Roger Livesey

Roger Livesey

Roger Livesey (Wikipedia)

Roger Livesey was a Welsh stage and film actor. He is most often remembered for the three Powell & Pressburger films in which he starred: The Life and Death of Colonel BlimpI Know Where I’m Going! and A Matter of Life and Death. Tall and broad with a mop of dark blond hair, Livesey used his highly distinctive husky voice, gentle manner and athletic physique to create many notable roles in his theatre and film work.

Livesey was born in Barry, Wales. Although most articles about him indicated that his parents were Samuel Livesey and Mary Catherine (née Edwards), later research has shown that his father was actually Joseph Livesey. The confusion may have arisen because his mother Mary married Samuel (Joseph’s brother) after Joseph’s death and the death of Samuel’s wife, Mary’s sister. Samuel and Mary had a child of their own, Stella, who was both Roger’s half sister and first cousin. Roger Livesey was educated at Westminster City SchoolLondon.  His two step-brothers (who were also his first cousins) were also actors.

Livesey studied under Italia Conti.  His first stage role was as the office boy in Loyaltyat St. James’s Theatre in 1917. He then appeared in a wide range of productions from Shakespeare to modern comedies. He played various roles in the West End from 1920 to 1926, toured the West Indies and South Africa, and then returned to join the Old Vic/Sadler’s Wells company from September 1932 until May 1934. In 1936 he appeared in New York City in Wycherley‘s comedy The Country Wife. While in New York he married actress Ursula Jeans, whom he had known previously in England[3] (Livesey’s sister Maggie was already married to Ursula Jeans’ brother Desmond).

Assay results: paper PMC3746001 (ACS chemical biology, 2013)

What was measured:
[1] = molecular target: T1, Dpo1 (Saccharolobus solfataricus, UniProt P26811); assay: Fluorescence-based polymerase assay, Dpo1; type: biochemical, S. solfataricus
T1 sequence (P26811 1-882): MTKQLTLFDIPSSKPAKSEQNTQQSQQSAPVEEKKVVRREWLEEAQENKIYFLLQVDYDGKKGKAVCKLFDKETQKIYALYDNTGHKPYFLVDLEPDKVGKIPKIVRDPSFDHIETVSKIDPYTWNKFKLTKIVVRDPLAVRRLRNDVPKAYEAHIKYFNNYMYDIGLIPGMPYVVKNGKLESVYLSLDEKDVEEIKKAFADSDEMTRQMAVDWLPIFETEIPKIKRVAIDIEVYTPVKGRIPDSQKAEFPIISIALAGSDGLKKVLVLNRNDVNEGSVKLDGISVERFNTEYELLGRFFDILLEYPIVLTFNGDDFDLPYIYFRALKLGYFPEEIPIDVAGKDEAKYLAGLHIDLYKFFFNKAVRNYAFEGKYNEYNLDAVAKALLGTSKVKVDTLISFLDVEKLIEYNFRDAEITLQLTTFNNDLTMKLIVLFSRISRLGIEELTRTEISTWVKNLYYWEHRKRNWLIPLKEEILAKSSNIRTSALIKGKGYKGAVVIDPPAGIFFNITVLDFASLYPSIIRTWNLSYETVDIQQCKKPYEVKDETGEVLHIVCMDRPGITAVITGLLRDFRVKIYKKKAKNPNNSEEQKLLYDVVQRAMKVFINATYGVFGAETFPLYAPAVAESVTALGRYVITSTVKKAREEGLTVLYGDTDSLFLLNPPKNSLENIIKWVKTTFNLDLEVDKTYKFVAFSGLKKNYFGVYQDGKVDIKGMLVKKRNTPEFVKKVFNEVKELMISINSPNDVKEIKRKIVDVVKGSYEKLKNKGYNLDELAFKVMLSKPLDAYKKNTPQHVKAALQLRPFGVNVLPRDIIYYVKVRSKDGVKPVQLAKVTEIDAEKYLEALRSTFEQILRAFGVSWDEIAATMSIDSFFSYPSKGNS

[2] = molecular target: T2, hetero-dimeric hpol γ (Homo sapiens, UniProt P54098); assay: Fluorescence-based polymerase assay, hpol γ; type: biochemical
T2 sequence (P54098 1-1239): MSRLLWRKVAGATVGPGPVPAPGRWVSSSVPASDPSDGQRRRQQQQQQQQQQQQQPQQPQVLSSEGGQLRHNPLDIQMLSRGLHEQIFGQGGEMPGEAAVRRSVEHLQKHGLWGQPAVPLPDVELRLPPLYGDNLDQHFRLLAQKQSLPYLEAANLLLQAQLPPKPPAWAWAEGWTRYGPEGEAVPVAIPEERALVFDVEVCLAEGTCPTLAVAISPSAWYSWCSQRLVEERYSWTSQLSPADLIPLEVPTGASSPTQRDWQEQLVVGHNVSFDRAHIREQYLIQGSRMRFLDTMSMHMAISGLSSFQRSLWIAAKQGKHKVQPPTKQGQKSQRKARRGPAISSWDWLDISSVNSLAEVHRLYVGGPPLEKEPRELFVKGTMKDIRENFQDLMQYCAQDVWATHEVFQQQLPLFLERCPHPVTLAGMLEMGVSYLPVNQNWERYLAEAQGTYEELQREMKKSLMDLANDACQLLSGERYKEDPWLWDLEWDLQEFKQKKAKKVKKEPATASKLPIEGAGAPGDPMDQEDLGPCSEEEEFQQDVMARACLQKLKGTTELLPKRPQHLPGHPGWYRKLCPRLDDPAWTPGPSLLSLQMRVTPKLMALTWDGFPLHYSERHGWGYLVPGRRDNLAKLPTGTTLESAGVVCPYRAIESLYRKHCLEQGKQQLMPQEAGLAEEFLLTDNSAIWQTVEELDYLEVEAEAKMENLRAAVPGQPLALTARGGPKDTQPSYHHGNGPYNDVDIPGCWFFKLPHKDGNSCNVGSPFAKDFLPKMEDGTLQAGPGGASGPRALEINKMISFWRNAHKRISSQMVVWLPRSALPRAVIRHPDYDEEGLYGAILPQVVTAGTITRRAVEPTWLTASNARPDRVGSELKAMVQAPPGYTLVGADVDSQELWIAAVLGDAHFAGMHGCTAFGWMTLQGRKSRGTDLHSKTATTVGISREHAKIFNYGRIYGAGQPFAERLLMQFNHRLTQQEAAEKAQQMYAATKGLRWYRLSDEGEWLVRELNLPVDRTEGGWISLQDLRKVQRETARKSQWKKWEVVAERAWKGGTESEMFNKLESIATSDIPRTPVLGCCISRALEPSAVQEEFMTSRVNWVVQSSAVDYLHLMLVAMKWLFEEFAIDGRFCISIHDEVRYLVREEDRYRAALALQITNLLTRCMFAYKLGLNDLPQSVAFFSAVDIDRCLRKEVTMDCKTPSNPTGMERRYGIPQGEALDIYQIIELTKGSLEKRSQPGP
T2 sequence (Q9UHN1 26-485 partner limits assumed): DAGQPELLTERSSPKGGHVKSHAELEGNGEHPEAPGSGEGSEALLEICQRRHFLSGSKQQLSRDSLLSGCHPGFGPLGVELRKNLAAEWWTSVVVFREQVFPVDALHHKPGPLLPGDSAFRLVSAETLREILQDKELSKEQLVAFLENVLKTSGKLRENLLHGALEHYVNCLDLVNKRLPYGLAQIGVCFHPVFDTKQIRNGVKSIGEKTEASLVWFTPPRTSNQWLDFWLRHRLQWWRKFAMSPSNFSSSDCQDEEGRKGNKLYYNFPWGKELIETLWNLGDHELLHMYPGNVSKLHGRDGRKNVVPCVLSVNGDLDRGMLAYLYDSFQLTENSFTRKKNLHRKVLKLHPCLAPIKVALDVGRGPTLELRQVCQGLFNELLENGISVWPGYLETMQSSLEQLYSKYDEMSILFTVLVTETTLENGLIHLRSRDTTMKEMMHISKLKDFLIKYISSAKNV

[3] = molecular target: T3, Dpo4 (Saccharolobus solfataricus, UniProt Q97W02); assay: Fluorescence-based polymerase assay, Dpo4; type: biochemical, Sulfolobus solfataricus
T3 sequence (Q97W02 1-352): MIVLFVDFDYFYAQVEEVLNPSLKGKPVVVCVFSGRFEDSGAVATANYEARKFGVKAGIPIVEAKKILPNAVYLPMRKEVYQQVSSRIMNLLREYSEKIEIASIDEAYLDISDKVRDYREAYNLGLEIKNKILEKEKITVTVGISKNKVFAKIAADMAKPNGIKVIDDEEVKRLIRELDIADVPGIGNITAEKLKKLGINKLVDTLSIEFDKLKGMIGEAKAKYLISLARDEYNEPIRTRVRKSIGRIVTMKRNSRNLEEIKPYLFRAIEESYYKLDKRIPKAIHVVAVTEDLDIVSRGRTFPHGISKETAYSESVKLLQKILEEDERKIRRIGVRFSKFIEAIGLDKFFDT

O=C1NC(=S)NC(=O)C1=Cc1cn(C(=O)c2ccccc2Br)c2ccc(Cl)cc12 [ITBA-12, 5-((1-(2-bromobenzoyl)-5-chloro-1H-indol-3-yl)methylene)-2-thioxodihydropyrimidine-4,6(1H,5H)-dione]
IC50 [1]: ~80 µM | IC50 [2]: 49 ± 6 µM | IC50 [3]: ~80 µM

At the outbreak of the Second World War Livesey and Jeans were among the first volunteers to entertain the troops. He then applied for flying duties in the Royal Air Force but due to his age was rejected. Instead he worked in an aircraft factory at Desford aerodromenear Leicester to “do his bit for the war effort”. He was chosen by Michael Powell to play the lead in The Life and Death of Colonel Blimp (1943) after Powell was denied his original choice, Laurence Olivier(Winston Churchill had objected to the movie and the Fleet Air Arm refused to release Olivier, who had been a Hollywood movie star before returning to England to take a Navy commission). The movie was shown in New York and established Livesey’s international reputation as a talented character actor. In 1945, he was the first choice for the male lead role in Brief Encounter, which in the end went to Trevor Howard.

He toured Australia from 1956 to 1958 playing Jimmy Broadbent in The Reluctant Debutante and continued playing many theatrical roles during his film career until 1969. One of his last roles was as the Duke of St Bungay in The Pallisers television series. His final television appearance was in the series Benjamin Franklin in 1975.

Livesey died in Watford from colorectal cancer at the age of 69 on 4 February 1976. He shares a memorial plaque with his wife Ursula Jeans in the actors’ church St Paul’s in Covent Garden.

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